Partito Radicale

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Partito Radicale
Party executive Marco Pannella (1963–67, 1981–83),
Francesco Rutelli (1980–81) (Segretatio)
Elio Vittorini (1962–64),
Marco Pannella (1967–75, 1976–81, 1986–89) (Presidente)
founding 1955
resolution 1989
ideology Left liberalism ,
radicalism ,
libertarianism ,
EP Group CDI (1979-84)
NI (1984-89)
Party newspaper Il Mondo (related)

The Partito Radicale ( Italian for Radical Party , PR for short ) was an Italian party with a radical-liberal orientation that existed from 1955 to 1989. She campaigned for the greatest possible freedom of the individual, against prohibitions and violence and fought as a decidedly secular party against the great influence of the Catholic Church.


Marco Pannella collecting signatures for the right to divorce (1974)

The party emerged in 1955 as a left-wing split from the bourgeois-liberal Partito Liberale Italiano under the name Partito Radicale dei Liberali e Democratici Italiani (PRLDI, Radical Party of Italian Liberals and Democrats). In addition to the left wing of the PLI, former members of the liberal-socialist Partito d'Azione, which was dissolved in 1946, also joined the new party. Its founders included Ernesto Rossi , Marco Pannella and Sergio Stanzani . The bulky name was shortened to Partito Radicale in 1958. In the same year the party ran for parliamentary elections in alliance with the left-wing liberal PRI . It received 1.4% of the vote and the PR got six seats in the House of Representatives . In the 1960s and early 1970s, on the other hand, it refrained from voting and was only active outside parliament.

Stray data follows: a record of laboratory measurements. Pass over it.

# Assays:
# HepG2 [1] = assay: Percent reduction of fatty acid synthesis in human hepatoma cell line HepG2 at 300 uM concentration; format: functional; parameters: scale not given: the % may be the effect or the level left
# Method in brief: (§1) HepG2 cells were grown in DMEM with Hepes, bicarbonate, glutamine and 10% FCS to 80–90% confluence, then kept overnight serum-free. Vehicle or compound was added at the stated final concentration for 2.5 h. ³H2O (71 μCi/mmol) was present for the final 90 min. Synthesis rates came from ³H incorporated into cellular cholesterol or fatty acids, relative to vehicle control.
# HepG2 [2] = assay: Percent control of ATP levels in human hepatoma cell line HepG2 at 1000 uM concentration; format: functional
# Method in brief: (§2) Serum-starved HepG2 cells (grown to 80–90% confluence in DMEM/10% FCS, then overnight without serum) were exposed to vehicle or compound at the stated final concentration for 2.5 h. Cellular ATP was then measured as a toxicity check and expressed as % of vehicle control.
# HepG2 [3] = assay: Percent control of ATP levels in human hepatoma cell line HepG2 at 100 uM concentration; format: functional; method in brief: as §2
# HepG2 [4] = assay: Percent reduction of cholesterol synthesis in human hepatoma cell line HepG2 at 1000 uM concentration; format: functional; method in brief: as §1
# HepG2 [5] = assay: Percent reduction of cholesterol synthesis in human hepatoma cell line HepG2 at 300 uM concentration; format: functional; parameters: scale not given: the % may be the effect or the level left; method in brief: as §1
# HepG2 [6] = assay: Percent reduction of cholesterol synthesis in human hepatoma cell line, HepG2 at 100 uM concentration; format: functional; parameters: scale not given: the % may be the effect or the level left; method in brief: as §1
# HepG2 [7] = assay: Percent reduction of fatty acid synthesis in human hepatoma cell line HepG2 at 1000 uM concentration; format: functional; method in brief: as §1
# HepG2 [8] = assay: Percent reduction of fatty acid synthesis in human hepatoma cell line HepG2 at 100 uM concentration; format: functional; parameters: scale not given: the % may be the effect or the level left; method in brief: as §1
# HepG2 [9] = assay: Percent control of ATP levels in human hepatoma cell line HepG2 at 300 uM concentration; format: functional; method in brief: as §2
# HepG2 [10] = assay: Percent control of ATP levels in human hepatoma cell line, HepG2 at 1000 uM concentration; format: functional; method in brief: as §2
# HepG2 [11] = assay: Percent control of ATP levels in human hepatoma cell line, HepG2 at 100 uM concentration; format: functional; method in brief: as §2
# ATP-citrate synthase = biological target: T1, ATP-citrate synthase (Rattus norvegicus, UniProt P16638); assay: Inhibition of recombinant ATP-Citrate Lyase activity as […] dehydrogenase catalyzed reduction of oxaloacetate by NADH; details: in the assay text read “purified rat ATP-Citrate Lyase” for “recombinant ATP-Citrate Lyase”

In the 1970s and 80s, it was mainly involved in referendums , e. B. on divorce (1974) and against nuclear energy (1987), successfully. Her campaign to completely liberalize abortion (1981) also attracted attention, but was clearly rejected. In February 1976, Radio Radicale went on the air, which became the main medium of the party. In the same year she ran again for elections and entered parliament with four members. The party peaked in popularity in 1979 when it received 3.45 % of the vote ( 18 seats in the Chamber of Deputies, 2 Senators) in the Italian parliamentary election and 3.7% of the vote (3 seats in the European Parliament) in the European elections , which is over Corresponded to 1.2 million voters.

During this time, the radicals assumed the role of an alternative and environmental party, analogous to the green parties in other Western European countries. It thus became a reservoir for (former) activists from the undogmatic left and the new social movements . During this time the PR was an associate member of War Resisters International (WRI) when the French total objector Jean Fabre was Secretary General of the PR. In 1979, PR was one of the founding members of the European Ecological Action (ECOROPA) and then the coordination of green and radical parties , the earliest forerunners of today's European Green Party . The “pure” green parties pushed the radicals (and their Dutch “relatives” from the Politieke Partij radicals ) out of the association in 1983 , and they were no longer involved in the European coordination of green parties (from 1984). Until 1984 the European parliamentarians of the PR sat in the technical group of the independents (CDI). They were not invited to found the Rainbow Group because some of the parties involved had had bad experiences with Marco Pannella. Therefore, they were subsequently non-attached.